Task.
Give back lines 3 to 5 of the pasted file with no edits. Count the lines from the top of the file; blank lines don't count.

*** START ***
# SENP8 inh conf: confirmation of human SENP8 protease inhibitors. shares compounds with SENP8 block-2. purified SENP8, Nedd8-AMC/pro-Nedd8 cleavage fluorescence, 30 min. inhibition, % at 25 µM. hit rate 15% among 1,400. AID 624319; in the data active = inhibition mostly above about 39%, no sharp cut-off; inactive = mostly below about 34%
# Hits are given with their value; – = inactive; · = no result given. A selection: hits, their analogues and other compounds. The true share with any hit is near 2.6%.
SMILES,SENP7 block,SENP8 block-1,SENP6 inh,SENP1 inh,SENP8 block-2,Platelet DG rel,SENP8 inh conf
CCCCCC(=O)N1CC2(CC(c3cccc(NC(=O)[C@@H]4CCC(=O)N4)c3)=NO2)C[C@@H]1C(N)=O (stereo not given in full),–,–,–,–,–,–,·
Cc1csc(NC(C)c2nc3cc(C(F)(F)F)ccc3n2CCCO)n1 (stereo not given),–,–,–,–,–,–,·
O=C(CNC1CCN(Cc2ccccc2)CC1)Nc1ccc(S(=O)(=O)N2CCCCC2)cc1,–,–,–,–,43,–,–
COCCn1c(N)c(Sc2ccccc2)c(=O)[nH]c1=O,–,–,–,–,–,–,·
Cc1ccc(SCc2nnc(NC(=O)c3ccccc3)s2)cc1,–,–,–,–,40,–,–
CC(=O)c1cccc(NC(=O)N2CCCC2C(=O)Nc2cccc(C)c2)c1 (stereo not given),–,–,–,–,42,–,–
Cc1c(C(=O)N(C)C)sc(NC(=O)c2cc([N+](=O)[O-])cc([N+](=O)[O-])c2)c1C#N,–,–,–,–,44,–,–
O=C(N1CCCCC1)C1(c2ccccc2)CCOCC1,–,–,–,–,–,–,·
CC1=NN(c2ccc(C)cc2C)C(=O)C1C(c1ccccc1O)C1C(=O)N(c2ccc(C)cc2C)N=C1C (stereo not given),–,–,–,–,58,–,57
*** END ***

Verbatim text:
SMILES,SENP7 block,SENP8 block-1,SENP6 inh,SENP1 inh,SENP8 block-2,Platelet DG rel,SENP8 inh conf
CCCCCC(=O)N1CC2(CC(c3cccc(NC(=O)[C@@H]4CCC(=O)N4)c3)=NO2)C[C@@H]1C(N)=O (stereo not given in full),–,–,–,–,–,–,·
Cc1csc(NC(C)c2nc3cc(C(F)(F)F)ccc3n2CCCO)n1 (stereo not given),–,–,–,–,–,–,·